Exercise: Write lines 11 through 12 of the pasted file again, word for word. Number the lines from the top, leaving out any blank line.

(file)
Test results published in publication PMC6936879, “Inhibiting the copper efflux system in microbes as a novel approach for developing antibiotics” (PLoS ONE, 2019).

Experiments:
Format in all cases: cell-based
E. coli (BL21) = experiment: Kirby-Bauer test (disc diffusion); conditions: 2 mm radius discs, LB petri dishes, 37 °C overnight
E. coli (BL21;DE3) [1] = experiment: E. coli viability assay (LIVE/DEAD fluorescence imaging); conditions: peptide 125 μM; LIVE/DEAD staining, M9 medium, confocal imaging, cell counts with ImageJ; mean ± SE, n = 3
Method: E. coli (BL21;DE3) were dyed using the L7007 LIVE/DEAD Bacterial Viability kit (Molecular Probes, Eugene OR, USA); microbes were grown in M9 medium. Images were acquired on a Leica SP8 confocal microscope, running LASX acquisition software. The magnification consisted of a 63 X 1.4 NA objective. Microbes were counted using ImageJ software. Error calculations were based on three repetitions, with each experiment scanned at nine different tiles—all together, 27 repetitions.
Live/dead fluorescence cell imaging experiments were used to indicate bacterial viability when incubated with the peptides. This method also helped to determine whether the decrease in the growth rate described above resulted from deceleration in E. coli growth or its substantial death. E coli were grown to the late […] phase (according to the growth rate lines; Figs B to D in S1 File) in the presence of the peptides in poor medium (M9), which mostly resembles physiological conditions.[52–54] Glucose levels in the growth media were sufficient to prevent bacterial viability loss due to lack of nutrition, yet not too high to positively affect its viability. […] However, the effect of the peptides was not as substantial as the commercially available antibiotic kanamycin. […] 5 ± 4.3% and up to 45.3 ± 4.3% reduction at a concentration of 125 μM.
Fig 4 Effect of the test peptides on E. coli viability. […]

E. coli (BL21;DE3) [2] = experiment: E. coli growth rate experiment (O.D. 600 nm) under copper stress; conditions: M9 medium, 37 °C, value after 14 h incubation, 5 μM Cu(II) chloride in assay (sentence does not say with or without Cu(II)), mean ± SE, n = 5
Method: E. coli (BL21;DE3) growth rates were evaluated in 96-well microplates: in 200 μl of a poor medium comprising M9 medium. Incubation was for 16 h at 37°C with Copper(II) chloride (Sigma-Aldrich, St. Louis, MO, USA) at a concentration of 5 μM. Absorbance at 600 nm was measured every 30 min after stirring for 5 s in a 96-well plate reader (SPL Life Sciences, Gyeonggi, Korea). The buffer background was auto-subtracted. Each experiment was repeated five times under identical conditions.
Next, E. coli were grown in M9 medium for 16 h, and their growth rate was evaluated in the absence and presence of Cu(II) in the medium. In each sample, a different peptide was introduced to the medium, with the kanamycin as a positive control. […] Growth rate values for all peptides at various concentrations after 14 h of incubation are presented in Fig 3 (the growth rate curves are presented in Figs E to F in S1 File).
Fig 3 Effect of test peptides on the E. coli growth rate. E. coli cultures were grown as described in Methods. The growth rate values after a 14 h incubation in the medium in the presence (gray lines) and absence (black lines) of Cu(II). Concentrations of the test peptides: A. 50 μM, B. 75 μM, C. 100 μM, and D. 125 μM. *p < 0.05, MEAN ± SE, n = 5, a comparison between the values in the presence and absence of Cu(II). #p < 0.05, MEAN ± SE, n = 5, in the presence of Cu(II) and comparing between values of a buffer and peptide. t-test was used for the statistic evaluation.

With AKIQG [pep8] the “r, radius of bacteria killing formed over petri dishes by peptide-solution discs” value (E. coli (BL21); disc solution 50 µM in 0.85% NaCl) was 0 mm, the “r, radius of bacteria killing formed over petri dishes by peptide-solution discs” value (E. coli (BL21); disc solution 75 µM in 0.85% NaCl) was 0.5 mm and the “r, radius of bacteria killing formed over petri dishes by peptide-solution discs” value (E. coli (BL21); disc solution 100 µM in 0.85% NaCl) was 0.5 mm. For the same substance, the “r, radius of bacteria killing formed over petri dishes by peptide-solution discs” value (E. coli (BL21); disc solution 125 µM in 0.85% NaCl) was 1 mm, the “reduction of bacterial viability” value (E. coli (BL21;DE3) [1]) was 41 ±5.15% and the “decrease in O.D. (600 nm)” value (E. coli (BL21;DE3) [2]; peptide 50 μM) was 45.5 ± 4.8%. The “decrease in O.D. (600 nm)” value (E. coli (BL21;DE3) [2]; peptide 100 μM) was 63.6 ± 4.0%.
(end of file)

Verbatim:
Next, E. coli were grown in M9 medium for 16 h, and their growth rate was evaluated in the absence and presence of Cu(II) in the medium. In each sample, a different peptide was introduced to the medium, with the kanamycin as a positive control. […] Growth rate values for all peptides at various concentrations after 14 h of incubation are presented in Fig 3 (the growth rate curves are presented in Figs E to F in S1 File).
Fig 3 Effect of test peptides on the E. coli growth rate. E. coli cultures were grown as described in Methods. The growth rate values after a 14 h incubation in the medium in the presence (gray lines) and absence (black lines) of Cu(II). Concentrations of the test peptides: A. 50 μM, B. 75 μM, C. 100 μM, and D. 125 μM. *p < 0.05, MEAN ± SE, n = 5, a comparison between the values in the presence and absence of Cu(II). #p < 0.05, MEAN ± SE, n = 5, in the presence of Cu(II) and comparing between values of a buffer and peptide. t-test was used for the statistic evaluation.